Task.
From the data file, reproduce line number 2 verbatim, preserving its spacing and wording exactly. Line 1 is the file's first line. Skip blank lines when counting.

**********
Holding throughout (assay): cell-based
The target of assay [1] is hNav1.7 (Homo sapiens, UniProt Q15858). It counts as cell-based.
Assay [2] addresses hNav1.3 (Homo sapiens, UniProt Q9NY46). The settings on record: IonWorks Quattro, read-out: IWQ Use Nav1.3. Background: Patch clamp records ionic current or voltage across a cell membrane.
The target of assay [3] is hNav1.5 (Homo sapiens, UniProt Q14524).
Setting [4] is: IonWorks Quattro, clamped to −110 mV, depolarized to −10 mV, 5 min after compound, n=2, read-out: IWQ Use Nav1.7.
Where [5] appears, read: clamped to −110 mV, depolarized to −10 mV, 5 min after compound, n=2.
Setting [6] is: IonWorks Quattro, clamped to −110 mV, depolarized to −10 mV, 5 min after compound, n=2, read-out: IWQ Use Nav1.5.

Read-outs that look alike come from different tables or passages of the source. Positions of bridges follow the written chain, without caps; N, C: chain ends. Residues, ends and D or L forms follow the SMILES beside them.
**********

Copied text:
The target of assay [1] is hNav1.7 (Homo sapiens, UniProt Q15858). It counts as cell-based.